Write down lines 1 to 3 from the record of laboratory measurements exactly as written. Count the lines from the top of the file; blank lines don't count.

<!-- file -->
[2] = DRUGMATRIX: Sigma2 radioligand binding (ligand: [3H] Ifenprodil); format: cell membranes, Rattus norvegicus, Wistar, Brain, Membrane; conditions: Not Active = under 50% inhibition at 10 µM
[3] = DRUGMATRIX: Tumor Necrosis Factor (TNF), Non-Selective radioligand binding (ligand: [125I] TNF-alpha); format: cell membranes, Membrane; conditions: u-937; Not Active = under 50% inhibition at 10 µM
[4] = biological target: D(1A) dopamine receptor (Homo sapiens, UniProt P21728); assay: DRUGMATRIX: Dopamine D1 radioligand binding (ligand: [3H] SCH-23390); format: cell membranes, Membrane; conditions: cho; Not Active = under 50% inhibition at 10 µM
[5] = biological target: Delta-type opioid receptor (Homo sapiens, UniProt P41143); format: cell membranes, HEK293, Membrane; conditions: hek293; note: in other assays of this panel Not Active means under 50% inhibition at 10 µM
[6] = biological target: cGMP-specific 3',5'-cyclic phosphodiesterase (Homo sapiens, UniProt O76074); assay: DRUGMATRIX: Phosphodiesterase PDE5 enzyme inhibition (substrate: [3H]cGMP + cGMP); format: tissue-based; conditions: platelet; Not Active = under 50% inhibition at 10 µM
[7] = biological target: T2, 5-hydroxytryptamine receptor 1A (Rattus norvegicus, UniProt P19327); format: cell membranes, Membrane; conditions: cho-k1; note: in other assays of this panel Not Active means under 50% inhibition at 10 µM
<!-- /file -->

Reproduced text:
[2] = DRUGMATRIX: Sigma2 radioligand binding (ligand: [3H] Ifenprodil); format: cell membranes, Rattus norvegicus, Wistar, Brain, Membrane; conditions: Not Active = under 50% inhibition at 10 µM
[3] = DRUGMATRIX: Tumor Necrosis Factor (TNF), Non-Selective radioligand binding (ligand: [125I] TNF-alpha); format: cell membranes, Membrane; conditions: u-937; Not Active = under 50% inhibition at 10 µM
[4] = biological target: D(1A) dopamine receptor (Homo sapiens, UniProt P21728); assay: DRUGMATRIX: Dopamine D1 radioligand binding (ligand: [3H] SCH-23390); format: cell membranes, Membrane; conditions: cho; Not Active = under 50% inhibition at 10 µM